Vincent Connelly takes aim

Age is no barrier

Awards nominee Vincent Connelly thrives on meeting challenges head on

Stirling teenager Vincent Connelly thrives on proving doubters wrong and he is aiming to complete a terrific year of progress by winning the Community Champion of the Year award at the sportscotland Year of Young People Awards 2018 on 26 January.

sportscotland is teaming up with Scottish Sports Futures to host the inspirational awards night to showcase how sport can create positive social change and to celebrate the incredible dedication of the young people who give selflessly to sport in their local communities.

Perfect example

Vincent’s work at Shell Twilight Basketball in Raploch, Stirling is a perfect example of that and has led to him being named as a finalist for the national award.

The Twilight Basketball initiative, delivered by Scottish Sports Futures in conjunction with Scottish Government’s CashBack for Communities and Shell, has grown into a national programme which provides free basketball sessions in a safe setting.

Vincent has hailed the impact the initiative and the responsibility of being a young ambassador has had on his life, saying it has encouraged him to think about pursuing a career in sport or coaching.

The 16-year-old St Modan’s High School pupil has been attending Twilight for seven years. When aged 15 he applied to become a young ambassador at his club, a role usually taken by volunteers closer to the upper age limit of 21.

Rising to the challenge

Vincent revealed the youth workers at his club were unsure if he was ready to make the step from playing to running training drills, among other responsibilities. But that drove the teenager on and he won them over after taking his first session. Since then he has continued to put in extra work to ensure his sessions are of the highest standard for his players.

He said: “The youth workers at my basketball club weren’t too sure if I was the right choice to be ambassador. When I get my first chance to prove anyone wrong, I try my very best to do that.

"After the first session of me coaching by myself they pulled me aside and said ‘we’re gobsmacked, we didn’t think you could do it.’

"I just feel like if anyone needs help I can be there to help them. I’ve taken two sessions myself and one of them was the first week of me being ambassador.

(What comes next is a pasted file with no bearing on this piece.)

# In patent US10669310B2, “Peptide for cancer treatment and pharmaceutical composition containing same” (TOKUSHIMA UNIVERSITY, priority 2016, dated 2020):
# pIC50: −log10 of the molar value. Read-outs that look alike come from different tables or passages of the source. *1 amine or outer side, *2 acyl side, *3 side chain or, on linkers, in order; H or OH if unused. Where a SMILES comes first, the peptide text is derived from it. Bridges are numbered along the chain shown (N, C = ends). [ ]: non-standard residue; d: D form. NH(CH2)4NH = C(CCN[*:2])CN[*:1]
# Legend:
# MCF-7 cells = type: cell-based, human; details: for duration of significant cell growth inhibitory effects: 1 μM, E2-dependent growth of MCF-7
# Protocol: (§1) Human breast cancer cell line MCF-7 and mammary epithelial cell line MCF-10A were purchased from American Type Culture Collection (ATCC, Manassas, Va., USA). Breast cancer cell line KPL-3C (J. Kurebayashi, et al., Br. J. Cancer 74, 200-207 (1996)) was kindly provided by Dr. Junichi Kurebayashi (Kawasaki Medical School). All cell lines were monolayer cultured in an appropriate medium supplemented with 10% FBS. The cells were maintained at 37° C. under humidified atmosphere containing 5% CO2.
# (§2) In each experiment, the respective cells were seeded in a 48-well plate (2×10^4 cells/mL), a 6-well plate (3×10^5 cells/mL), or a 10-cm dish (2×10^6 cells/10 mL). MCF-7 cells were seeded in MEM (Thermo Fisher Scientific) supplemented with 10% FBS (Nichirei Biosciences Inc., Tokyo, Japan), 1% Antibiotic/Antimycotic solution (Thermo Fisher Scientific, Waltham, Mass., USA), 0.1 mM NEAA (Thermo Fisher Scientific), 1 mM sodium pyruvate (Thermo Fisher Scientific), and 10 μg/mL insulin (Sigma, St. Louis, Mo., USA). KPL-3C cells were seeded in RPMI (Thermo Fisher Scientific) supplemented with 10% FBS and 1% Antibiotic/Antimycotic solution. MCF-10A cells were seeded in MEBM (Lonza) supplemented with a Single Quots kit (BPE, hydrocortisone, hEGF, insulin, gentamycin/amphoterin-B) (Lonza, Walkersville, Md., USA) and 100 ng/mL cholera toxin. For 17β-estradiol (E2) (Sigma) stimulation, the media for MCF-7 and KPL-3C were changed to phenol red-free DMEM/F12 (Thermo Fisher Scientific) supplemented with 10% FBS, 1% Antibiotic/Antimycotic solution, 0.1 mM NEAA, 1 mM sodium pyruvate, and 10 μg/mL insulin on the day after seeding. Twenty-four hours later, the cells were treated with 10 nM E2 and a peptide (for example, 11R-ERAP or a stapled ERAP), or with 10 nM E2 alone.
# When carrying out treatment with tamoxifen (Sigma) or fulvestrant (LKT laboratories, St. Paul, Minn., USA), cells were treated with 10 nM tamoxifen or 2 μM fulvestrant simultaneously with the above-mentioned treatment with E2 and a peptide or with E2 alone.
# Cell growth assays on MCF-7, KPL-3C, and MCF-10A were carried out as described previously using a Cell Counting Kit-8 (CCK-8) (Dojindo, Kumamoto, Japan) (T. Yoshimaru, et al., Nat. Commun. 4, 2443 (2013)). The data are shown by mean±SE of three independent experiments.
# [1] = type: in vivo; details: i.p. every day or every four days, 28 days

"I felt under a bit of pressure because I’m the youngest ambassador at my Twilight. I started off doing some drills and some things I’ve seen before. But I went on to try some new things to see if the players liked it. They told me at the end that they really enjoyed it and they wanted to do more stuff competitively. So I went on YouTube and other sites to research competitive drills and match-type drills.

“It helps me with my free time as well; it gives me something productive to do rather than going on YouTube and watching stupid videos or something.”

Career path

Vincent admits his involvement in sport has helped him to grow up quickly, and he says he gets immense satisfaction from seeing the progress of the youngsters he takes under his wing, both at Twilight and through his volunteering at the Big Noise Music programme.

He said: “I feel I’ve matured much better than I would have if I didn’t go [to Twilight]. I was immature until I was made ambassador and I was given an adult role, then I felt like this could help my future career.

“When I leave school I’m thinking of doing something in sport or coaching. The ambassador course and Twilight helped steer me in that direction.

“I also help at the Big Noise music programme in Stirling. I can see the improvement in the kids that go there and I see the same in the kids who come to the basketball.

“It feels great; it feels like I’m having an impact on their lives.” 

Find out more

On 26 January at the Radisson Blu Hotel in Glasgow, 10 awards will be handed out that recognise the contribution of the young people who engage in sport through SSF and those who have supported them throughout the year.

Tickets cost £38 for coaches or young people involved within SSF, £50 for an individual and £450 for a table. Places will be allocated on a first-come first-served basis. For more information contact kirsty@ssf.org.uk or visit the Scottish Sports Futures website.

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